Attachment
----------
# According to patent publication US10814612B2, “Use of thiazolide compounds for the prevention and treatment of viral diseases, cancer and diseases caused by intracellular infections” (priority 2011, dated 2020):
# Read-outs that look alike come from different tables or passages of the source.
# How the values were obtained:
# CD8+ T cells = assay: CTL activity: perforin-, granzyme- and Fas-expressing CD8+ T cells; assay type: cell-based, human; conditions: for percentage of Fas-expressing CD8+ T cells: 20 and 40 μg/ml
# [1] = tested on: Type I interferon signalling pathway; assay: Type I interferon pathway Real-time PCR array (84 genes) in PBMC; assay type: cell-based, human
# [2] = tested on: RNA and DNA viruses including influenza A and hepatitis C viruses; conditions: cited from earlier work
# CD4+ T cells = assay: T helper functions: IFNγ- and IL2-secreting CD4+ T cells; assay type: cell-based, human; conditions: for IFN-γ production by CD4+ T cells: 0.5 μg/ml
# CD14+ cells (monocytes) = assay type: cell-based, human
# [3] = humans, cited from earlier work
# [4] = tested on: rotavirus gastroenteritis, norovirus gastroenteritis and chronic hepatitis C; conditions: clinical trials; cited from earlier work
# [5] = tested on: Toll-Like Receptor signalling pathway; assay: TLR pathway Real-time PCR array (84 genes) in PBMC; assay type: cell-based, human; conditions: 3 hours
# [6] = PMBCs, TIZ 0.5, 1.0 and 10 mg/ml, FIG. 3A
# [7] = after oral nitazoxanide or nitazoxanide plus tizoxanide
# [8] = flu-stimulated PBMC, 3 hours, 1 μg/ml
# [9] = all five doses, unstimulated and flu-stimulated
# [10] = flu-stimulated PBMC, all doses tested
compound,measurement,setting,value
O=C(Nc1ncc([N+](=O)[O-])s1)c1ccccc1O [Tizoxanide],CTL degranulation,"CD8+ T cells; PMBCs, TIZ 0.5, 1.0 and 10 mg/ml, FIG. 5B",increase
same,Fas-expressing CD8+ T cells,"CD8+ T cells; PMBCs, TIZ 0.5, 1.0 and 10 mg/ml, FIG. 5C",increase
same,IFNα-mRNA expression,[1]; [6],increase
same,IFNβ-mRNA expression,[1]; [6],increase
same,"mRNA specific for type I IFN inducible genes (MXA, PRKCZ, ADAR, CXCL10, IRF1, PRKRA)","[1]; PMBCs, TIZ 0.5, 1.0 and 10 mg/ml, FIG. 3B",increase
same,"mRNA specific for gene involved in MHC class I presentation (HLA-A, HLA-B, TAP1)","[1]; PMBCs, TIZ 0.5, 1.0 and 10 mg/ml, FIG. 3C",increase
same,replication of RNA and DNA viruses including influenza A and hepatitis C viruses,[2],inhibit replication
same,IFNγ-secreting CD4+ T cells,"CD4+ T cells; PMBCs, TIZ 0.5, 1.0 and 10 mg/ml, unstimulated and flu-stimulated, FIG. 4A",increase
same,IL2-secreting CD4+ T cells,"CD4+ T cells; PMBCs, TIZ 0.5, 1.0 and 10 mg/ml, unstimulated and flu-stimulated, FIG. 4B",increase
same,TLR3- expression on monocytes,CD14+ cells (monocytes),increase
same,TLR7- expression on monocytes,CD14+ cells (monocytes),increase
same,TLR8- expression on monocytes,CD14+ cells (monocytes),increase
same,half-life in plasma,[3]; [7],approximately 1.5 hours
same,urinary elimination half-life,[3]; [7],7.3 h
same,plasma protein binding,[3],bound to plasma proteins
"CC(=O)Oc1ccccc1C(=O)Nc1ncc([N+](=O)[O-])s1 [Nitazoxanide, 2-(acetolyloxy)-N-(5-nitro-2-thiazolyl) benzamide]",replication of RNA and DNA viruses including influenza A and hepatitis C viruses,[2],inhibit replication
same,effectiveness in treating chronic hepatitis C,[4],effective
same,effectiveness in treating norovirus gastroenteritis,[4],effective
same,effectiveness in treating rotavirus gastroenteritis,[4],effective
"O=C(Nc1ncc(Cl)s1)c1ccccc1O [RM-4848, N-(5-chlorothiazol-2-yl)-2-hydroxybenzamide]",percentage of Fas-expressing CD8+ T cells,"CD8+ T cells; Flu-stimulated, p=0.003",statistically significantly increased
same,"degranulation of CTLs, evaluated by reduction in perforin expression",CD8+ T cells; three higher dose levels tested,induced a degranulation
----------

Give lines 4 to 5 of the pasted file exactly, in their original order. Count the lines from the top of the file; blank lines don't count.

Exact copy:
# CD8+ T cells = assay: CTL activity: perforin-, granzyme- and Fas-expressing CD8+ T cells; assay type: cell-based, human; conditions: for percentage of Fas-expressing CD8+ T cells: 20 and 40 μg/ml
# [1] = tested on: Type I interferon signalling pathway; assay: Type I interferon pathway Real-time PCR array (84 genes) in PBMC; assay type: cell-based, human